Configuring Networks and Devices with Simple Network Management Protocol (SNMP)
RFC 3512

Document Type RFC - Informational (April 2003; No errata)
Last updated 2015-10-14
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IESG IESG state RFC 3512 (Informational)
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IESG note Published as RFC3512
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Network Working Group                                        M. MacFaden
Request for Comments: 3512                     Riverstone Networks, Inc.
Category: Informational                                       D. Partain
                                                                Ericsson
                                                              J. Saperia
                                                    JDS Consulting, Inc.
                                                            W. Tackabury
                                              Gold Wire Technology, Inc.
                                                              April 2003

                 Configuring Networks and Devices with
               Simple Network Management Protocol (SNMP)

Status of this Memo

   This memo provides information for the Internet community.  It does
   not specify an Internet standard of any kind.  Distribution of this
   memo is unlimited.

Copyright Notice

   Copyright (C) The Internet Society (2003).  All Rights Reserved.

Abstract

   This document is written for readers interested in the Internet
   Standard Management Framework and its protocol, the Simple Network
   Management Protocol (SNMP).  In particular, it offers guidance in the
   effective use of SNMP for configuration management.  This information
   is relevant to vendors that build network elements, management
   application developers, and those that acquire and deploy this
   technology in their networks.

Table of Contents

   1. Introduction . . . . . . . . . . . . . . . . . . . . . . . . .   3
      1.1. The Internet Standard Management Framework. . . . . . . .   3
      1.2. Configuration and the Internet Standard Management
           Frame-work. . . . . . . . . . . . . . . . . . . . . . . .   4
   2. Using SNMP as a Configuration Mechanism. . . . . . . . . . . .   5
      2.1. Transactions and SNMP . . . . . . . . . . . . . . . . . .   6
      2.2. Practical Requirements for Transactional Control. . . . .   6
      2.3. Practices in Configuration--Verification. . . . . . . . .   7
   3. Designing a MIB Module . . . . . . . . . . . . . . . . . . . .   9
      3.1. MIB Module Design - General Issues. . . . . . . . . . . .  10
      3.2. Naming MIB modules and Managed Objects. . . . . . . . . .  11
      3.3. Transaction Control And State Tracking. . . . . . . . . .  12

MacFaden, et al.             Informational                      [Page 1]
RFC 3512       Configuring Networks and Devices with SNMP     April 2003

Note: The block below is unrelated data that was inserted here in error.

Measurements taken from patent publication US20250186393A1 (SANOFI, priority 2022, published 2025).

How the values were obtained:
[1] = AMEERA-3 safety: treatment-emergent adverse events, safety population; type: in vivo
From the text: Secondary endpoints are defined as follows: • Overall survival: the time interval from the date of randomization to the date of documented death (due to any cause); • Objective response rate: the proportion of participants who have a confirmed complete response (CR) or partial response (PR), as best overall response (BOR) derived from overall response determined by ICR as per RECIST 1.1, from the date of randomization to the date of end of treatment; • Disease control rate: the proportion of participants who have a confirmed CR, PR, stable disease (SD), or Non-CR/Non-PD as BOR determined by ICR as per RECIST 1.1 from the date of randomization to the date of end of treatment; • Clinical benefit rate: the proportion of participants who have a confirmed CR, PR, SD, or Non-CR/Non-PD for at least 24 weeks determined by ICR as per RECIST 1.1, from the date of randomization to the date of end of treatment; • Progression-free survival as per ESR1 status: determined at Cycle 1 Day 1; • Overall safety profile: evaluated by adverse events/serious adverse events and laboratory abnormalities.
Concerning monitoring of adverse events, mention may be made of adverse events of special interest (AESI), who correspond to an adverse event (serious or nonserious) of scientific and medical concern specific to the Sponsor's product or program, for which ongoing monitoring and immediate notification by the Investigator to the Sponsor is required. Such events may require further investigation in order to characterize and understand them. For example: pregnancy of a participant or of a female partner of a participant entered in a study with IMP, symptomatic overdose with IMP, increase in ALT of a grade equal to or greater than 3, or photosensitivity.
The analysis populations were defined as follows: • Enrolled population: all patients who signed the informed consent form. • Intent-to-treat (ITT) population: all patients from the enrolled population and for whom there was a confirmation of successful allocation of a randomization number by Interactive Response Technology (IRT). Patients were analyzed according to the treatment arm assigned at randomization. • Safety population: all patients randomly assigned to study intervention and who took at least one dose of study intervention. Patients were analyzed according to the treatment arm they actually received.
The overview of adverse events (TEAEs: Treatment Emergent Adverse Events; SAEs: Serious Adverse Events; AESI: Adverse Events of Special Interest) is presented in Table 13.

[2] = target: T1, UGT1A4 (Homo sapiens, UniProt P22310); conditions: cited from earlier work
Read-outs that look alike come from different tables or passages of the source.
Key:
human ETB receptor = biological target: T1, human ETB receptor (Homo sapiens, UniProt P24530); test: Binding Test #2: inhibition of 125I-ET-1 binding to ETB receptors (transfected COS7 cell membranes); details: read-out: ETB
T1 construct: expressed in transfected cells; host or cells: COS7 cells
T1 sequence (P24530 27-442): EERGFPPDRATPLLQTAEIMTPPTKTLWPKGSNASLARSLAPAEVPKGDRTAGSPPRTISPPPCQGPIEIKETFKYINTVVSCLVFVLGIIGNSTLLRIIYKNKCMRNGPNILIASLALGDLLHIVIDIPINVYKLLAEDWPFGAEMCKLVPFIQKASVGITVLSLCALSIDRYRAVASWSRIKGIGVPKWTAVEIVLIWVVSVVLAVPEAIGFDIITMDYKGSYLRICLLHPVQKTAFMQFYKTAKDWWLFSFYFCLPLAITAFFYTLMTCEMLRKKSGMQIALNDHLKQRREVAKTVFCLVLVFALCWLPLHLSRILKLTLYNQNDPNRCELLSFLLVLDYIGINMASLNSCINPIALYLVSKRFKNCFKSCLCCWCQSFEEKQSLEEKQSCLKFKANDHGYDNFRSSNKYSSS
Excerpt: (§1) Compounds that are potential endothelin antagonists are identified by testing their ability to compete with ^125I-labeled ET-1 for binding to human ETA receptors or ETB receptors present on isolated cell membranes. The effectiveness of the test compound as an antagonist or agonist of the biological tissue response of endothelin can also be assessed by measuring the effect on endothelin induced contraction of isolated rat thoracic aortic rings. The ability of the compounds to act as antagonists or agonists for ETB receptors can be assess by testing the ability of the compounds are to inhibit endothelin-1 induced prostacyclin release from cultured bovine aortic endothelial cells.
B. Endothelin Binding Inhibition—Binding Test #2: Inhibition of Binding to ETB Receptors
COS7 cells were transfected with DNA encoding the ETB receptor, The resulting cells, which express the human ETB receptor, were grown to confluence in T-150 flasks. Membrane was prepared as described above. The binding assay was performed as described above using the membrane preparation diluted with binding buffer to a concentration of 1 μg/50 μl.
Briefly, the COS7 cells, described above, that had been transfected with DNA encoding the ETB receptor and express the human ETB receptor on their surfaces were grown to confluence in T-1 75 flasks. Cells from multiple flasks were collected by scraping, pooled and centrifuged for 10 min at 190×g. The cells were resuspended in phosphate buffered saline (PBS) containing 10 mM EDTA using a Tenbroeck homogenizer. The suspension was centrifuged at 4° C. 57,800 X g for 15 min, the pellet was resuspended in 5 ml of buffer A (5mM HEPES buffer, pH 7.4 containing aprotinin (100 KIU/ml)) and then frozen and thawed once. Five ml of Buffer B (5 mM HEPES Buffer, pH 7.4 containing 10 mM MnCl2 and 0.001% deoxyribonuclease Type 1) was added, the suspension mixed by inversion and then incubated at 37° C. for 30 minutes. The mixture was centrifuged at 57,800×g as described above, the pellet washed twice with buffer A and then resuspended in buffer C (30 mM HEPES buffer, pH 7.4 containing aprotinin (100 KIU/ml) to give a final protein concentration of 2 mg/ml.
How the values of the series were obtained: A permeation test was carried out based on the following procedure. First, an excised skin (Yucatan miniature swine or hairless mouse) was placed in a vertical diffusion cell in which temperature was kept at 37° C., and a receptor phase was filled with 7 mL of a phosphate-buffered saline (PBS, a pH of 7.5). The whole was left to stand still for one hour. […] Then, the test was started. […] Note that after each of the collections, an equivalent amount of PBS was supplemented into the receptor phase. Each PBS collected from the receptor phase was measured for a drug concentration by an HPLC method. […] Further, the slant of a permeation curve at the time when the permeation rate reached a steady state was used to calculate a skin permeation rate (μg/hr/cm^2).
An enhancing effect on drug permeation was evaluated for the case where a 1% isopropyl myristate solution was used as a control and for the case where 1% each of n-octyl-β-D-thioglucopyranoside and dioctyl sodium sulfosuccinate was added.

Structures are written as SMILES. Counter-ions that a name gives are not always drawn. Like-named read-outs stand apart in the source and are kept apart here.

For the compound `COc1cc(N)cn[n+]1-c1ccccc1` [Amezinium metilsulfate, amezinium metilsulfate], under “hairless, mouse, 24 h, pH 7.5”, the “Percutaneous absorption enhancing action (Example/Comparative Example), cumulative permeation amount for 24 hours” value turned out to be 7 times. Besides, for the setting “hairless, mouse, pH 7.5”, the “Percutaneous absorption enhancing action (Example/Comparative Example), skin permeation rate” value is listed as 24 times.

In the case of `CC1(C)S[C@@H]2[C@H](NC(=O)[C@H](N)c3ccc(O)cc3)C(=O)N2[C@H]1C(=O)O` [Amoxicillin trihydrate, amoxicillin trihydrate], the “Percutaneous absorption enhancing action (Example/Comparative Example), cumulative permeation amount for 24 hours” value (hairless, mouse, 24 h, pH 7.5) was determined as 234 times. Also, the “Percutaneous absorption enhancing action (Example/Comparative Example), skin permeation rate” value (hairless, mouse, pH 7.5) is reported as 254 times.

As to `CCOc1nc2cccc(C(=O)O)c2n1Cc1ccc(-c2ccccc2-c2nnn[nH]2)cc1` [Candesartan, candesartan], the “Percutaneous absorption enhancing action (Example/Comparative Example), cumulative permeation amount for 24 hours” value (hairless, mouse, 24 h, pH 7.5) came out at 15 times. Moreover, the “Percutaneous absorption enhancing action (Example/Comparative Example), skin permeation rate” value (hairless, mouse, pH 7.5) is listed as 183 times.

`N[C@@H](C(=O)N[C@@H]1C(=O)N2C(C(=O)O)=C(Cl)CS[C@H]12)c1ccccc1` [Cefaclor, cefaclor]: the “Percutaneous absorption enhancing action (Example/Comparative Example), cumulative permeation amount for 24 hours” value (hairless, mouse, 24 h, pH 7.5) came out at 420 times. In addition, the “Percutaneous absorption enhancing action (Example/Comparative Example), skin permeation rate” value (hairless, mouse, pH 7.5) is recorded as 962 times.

3.3.1. Conceptual Table Row Modification Practices. . . .  12
           3.3.2. Fate sharing with multiple tables. . . . . . . . .  13
           3.3.3. Transaction Control MIB Objects. . . . . . . . . .  14
           3.3.4. Creating And Activating New Table Rows . . . . . .  15
           3.3.5. Summary Objects and State Tracking . . . . . . . .  15
           3.3.6. Optimizing Configuration Data Transfer . . . . . .  18
      3.4. More Index Design Issues. . . . . . . . . . . . . . . . .  22
           3.4.1. Simple Integer Indexing. . . . . . . . . . . . . .  23
           3.4.2. Indexing with Network Addresses. . . . . . . . . .  23
      3.5. Conflicting Controls. . . . . . . . . . . . . . . . . . .  24
      3.6. Textual Convention Usage. . . . . . . . . . . . . . . . .  25
      3.7. Persistent Configuration. . . . . . . . . . . . . . . . .  26
      3.8. Configuration Sets and Activation . . . . . . . . . . . .  28
           3.8.1. Operational Activation Considerations. . . . . . .  28
           3.8.2. RowStatus and Deactivation . . . . . . . . . . . .  30
      3.9. SET Operation Latency . . . . . . . . . . . . . . . . . .  31
           3.9.1. Subsystem Latency, Persistence Latency,
                  and Activation Latency . . . . . . . . . . . . . .  33
      3.10. Notifications and Error Reporting. . . . . . . . . . . .  33
           3.10.1. Identifying Source of Configuration Changes . . .  34
           3.10.2. Limiting Unnecessary Transmission of
                   Notifications . . . . . . . . . . . . . . . . . .  34
           3.10.3. Control of Notification Subsystem . . . . . . . .  36
      3.11 Application Error Reporting . . . . . . . . . . . . . . .  36
      3.12 Designing MIB Modules for Multiple Managers . . . . . . .  37
      3.13 Other MIB Module Design Issues. . . . . . . . . . . . . .  39
           3.13.1. Octet String Aggregations . . . . . . . . . . . .  39
           3.13.2 Supporting multiple instances of a MIB Module. . .  40
           3.13.3 Use of Special Optional Clauses. . . . . . . . . .  41
   4. Implementing SNMP Configuration Agents . . . . . . . . . . . .  41
      4.1. Operational Consistency . . . . . . . . . . . . . . . . .  41
      4.2. Handling Multiple Managers. . . . . . . . . . . . . . . .  43
      4.3. Specifying Row Modifiability. . . . . . . . . . . . . . .  44
      4.4. Implementing Write-only Access Objects. . . . . . . . . .  44
   5. Designing Configuration Management Software. . . . . . . . . .  44
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